Industry experts say they are entering the worst downturn since the oil price collapse of 1986, which slashed new orders for oil supply companies.
Highlands Fabricators will lay off 100 of its 2,000-strong workforce next month, but many more jobs may go in the spring when the company completes its existing contracts.
RGC Offshore, at Methil in Fife, is also facing 1,000 lay-offs when its existing contracts finish at the end of this year. UIE Scotland, at Clydebank, is fighting for an order for a large platform deck, which it needs to avoid laying off two-thirds of its 1,000 workforce by next year.
The process began last week when McDermott Scotland's yard at Ardersier announced 1,300 redundancies out of its 2,500 workforce. James Wildasin, the company's vice-president, warned that the business environment for oil construction had changed irrevocably for the worse.
The Department of Energy's Offshore Supplies Office, which monitors North Sea activity, last week released figures showing that steelwork needed for projects in the UK sector of the North Sea would total only 80,000 tonnes in 1993, half of this year's figure. In 1994, it will be 40,000 tonnes.
Experts believe that there may be no recovery from this downturn, unlike the 1986 slump. That price collapse merely delayed North Sea projects, and the construction yards had nearly three boom years when confidence returned.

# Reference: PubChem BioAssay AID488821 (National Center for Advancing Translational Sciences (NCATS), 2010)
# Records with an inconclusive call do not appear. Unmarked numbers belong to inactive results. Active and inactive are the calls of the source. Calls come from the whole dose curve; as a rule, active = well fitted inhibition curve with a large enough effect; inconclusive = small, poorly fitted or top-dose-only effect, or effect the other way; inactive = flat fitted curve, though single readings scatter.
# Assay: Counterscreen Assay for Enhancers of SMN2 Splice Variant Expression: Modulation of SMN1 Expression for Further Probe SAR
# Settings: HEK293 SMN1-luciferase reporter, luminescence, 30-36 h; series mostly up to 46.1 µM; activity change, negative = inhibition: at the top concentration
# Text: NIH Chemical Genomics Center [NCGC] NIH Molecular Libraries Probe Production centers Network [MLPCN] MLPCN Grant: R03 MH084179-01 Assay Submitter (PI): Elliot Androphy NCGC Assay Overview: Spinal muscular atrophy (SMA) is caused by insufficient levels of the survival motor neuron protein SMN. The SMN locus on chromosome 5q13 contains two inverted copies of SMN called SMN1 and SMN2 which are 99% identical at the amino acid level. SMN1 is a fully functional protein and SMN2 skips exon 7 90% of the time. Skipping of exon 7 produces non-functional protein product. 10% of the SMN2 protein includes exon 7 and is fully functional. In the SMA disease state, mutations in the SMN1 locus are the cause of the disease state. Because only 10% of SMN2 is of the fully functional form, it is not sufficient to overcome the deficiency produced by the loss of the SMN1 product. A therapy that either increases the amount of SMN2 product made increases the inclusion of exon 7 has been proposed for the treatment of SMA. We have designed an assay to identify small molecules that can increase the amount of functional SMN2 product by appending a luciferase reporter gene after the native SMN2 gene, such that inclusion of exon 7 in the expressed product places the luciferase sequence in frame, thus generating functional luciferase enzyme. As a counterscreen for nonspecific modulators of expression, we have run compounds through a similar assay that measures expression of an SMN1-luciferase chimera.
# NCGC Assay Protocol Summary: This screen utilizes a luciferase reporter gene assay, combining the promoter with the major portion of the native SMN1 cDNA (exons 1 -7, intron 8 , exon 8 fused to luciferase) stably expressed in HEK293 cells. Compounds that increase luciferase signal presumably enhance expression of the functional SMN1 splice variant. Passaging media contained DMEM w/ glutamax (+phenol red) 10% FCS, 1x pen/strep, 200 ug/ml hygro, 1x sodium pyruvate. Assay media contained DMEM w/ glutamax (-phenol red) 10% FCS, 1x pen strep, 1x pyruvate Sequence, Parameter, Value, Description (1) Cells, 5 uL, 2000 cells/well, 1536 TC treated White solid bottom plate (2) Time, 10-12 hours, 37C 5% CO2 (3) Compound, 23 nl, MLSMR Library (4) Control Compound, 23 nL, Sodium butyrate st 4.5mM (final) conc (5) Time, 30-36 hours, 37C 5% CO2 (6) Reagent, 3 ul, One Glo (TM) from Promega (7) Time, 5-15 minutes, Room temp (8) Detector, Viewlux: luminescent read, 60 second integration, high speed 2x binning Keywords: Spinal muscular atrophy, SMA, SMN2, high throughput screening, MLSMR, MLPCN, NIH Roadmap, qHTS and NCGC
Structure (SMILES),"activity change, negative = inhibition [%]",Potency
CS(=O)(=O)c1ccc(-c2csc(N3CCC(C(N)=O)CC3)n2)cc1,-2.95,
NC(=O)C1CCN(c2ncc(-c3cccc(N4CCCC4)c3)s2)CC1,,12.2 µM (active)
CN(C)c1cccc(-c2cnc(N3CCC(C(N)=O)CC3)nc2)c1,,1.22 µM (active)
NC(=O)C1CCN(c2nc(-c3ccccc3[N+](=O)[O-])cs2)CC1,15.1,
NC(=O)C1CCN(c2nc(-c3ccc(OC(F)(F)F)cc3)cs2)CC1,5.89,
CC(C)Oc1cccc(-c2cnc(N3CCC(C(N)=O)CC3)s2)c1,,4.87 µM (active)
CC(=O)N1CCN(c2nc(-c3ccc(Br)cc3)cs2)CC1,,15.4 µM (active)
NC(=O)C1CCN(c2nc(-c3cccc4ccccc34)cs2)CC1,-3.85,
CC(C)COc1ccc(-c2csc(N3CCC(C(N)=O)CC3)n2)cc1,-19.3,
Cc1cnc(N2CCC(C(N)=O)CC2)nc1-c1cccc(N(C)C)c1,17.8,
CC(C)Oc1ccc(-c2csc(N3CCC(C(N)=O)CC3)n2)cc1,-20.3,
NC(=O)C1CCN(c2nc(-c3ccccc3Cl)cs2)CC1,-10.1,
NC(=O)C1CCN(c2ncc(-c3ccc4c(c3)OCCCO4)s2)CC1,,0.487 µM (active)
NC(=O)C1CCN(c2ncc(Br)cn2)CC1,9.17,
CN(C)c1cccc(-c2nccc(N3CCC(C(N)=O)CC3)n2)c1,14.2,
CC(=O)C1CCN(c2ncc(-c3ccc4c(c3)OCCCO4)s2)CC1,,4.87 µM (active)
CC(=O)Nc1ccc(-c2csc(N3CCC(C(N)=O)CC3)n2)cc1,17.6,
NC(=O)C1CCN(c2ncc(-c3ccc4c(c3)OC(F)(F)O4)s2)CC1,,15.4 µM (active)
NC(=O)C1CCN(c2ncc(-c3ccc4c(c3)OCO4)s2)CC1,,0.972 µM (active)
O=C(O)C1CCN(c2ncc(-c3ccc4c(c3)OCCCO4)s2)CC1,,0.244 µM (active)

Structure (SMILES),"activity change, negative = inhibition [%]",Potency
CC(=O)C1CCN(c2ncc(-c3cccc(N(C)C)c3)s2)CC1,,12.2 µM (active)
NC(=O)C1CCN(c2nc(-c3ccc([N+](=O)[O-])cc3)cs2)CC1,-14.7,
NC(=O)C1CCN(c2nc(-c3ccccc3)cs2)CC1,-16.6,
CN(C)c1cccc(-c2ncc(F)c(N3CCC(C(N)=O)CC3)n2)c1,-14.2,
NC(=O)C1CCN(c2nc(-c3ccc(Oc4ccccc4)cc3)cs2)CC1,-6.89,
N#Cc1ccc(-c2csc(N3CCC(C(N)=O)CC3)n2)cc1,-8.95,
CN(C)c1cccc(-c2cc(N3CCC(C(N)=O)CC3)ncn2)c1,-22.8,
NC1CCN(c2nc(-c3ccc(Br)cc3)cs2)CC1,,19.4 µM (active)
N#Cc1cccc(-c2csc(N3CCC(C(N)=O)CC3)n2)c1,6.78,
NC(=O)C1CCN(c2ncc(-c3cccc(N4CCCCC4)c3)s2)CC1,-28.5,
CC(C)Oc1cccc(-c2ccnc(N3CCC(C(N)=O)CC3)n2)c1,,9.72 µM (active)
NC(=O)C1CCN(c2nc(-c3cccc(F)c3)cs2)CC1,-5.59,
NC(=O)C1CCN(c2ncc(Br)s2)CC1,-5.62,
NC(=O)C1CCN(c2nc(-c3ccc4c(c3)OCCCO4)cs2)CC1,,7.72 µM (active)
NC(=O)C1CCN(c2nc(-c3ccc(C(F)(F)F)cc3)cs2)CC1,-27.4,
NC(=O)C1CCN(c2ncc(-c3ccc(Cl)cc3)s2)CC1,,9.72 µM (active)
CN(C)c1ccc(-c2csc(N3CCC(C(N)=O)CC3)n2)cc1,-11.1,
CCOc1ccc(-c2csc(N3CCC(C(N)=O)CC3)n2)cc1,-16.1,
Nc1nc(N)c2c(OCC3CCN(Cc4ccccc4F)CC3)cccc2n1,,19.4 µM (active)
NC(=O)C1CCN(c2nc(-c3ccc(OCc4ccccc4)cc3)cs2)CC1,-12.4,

This time, there is virtually no prospect of a return to those levels. The North Sea is now a mature production area, and the demand is for smaller structures to develop smaller oil reservoirs. Where possible, subsea satellite wells are used to pipe oil to existing platforms.
A severe bout of cost-cutting by oil companies, attempting to restore the health of their cash flow, has coincided with the slump, and licences for the UK sector can no longer be used to steer orders towards British yards. It was never officially acknowledged, but an oil company placing a platform order abroad justifiably feared losing out in the next licence round.
The boom of the past three years forced oil companies to place several orders in European yards, because the UK contractors were stretched to capacity, and these are now increasing the competition for what work is available.
The Scottish yards are in turn looking hard for work elsewhere. Highlands Fabricators is bidding for work in Norway and Canada.
McDermott Scotland, whose parent company has four US yards, may also look at construction techniques to slash costs by standardising platform designs.
Both companies are also bidding for the one large UK North Sea contract on offer at present - for Total's Dunbar field - with RGC Offshore.